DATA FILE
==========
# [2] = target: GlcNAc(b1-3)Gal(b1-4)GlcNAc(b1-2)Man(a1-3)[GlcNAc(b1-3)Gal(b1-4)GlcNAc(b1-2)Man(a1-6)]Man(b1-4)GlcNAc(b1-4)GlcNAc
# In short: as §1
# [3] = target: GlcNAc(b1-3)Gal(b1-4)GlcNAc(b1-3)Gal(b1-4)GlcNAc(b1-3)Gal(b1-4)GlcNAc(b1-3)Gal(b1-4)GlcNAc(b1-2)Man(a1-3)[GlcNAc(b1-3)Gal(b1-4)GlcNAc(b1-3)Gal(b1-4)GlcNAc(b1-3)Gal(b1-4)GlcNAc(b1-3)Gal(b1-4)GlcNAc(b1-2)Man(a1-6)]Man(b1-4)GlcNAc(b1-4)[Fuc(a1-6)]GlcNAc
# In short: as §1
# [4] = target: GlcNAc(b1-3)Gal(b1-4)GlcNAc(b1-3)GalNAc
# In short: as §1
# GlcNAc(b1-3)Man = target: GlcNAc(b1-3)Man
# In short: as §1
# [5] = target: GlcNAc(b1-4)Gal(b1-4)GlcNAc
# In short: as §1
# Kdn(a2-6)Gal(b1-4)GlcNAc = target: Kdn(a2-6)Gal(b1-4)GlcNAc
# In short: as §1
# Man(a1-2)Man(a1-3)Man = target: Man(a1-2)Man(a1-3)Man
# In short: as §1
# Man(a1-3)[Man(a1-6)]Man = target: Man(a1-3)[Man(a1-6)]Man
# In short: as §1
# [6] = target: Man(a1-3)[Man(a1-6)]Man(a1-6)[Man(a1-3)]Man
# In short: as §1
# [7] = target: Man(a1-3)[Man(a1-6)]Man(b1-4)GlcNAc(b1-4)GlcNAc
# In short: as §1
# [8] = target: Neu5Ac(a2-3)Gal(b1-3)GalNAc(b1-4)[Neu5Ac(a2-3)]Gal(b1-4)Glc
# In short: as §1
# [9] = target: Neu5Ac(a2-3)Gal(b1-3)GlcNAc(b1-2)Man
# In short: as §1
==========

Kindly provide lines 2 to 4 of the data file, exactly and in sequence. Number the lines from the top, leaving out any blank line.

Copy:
# In short: as §1
# [3] = target: GlcNAc(b1-3)Gal(b1-4)GlcNAc(b1-3)Gal(b1-4)GlcNAc(b1-3)Gal(b1-4)GlcNAc(b1-3)Gal(b1-4)GlcNAc(b1-2)Man(a1-3)[GlcNAc(b1-3)Gal(b1-4)GlcNAc(b1-3)Gal(b1-4)GlcNAc(b1-3)Gal(b1-4)GlcNAc(b1-3)Gal(b1-4)GlcNAc(b1-2)Man(a1-6)]Man(b1-4)GlcNAc(b1-4)[Fuc(a1-6)]GlcNAc
# In short: as §1